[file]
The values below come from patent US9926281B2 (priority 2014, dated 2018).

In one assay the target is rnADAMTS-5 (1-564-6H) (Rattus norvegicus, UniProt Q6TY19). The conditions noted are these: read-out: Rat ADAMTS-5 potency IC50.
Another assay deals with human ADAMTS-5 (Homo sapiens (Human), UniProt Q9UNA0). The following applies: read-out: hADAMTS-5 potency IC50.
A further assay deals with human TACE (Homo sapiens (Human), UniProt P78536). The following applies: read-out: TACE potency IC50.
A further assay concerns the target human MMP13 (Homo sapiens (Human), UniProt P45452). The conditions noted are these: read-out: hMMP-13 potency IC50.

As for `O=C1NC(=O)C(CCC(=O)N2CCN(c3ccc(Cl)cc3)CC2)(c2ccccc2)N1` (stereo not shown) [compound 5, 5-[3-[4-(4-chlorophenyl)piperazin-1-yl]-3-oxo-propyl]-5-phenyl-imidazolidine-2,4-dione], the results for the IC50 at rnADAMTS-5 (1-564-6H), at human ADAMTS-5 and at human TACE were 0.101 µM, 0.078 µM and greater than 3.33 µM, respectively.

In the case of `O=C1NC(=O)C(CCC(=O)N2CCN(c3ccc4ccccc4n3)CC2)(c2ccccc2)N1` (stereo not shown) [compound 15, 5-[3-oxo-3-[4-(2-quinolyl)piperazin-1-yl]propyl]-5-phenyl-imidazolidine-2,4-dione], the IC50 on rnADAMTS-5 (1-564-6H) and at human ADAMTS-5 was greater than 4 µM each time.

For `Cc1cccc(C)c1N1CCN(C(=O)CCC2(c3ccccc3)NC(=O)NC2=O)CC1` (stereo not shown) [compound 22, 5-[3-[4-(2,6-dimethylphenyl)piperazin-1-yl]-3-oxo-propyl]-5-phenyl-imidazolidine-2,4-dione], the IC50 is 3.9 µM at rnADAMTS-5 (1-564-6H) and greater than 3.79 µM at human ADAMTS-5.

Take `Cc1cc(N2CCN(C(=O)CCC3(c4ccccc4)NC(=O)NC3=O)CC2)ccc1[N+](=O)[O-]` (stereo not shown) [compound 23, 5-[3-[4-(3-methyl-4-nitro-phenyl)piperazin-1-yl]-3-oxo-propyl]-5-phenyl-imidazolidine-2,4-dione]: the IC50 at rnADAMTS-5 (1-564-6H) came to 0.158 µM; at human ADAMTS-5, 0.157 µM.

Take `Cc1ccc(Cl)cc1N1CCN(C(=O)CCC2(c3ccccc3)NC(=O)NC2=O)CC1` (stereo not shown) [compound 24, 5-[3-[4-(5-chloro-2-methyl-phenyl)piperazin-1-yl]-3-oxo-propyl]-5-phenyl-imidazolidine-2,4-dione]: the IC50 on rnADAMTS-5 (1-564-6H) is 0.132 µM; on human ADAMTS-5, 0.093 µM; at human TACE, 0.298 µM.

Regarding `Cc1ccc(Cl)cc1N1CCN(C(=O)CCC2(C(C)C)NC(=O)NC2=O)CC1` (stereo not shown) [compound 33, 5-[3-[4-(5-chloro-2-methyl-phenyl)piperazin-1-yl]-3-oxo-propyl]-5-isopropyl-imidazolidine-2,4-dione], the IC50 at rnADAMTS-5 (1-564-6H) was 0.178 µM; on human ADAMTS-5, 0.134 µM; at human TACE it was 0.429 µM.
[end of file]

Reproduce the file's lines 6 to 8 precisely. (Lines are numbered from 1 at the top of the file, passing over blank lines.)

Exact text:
As for `O=C1NC(=O)C(CCC(=O)N2CCN(c3ccc(Cl)cc3)CC2)(c2ccccc2)N1` (stereo not shown) [compound 5, 5-[3-[4-(4-chlorophenyl)piperazin-1-yl]-3-oxo-propyl]-5-phenyl-imidazolidine-2,4-dione], the results for the IC50 at rnADAMTS-5 (1-564-6H), at human ADAMTS-5 and at human TACE were 0.101 µM, 0.078 µM and greater than 3.33 µM, respectively.

In the case of `O=C1NC(=O)C(CCC(=O)N2CCN(c3ccc4ccccc4n3)CC2)(c2ccccc2)N1` (stereo not shown) [compound 15, 5-[3-oxo-3-[4-(2-quinolyl)piperazin-1-yl]propyl]-5-phenyl-imidazolidine-2,4-dione], the IC50 on rnADAMTS-5 (1-564-6H) and at human ADAMTS-5 was greater than 4 µM each time.

For `Cc1cccc(C)c1N1CCN(C(=O)CCC2(c3ccccc3)NC(=O)NC2=O)CC1` (stereo not shown) [compound 22, 5-[3-[4-(2,6-dimethylphenyl)piperazin-1-yl]-3-oxo-propyl]-5-phenyl-imidazolidine-2,4-dione], the IC50 is 3.9 µM at rnADAMTS-5 (1-564-6H) and greater than 3.79 µM at human ADAMTS-5.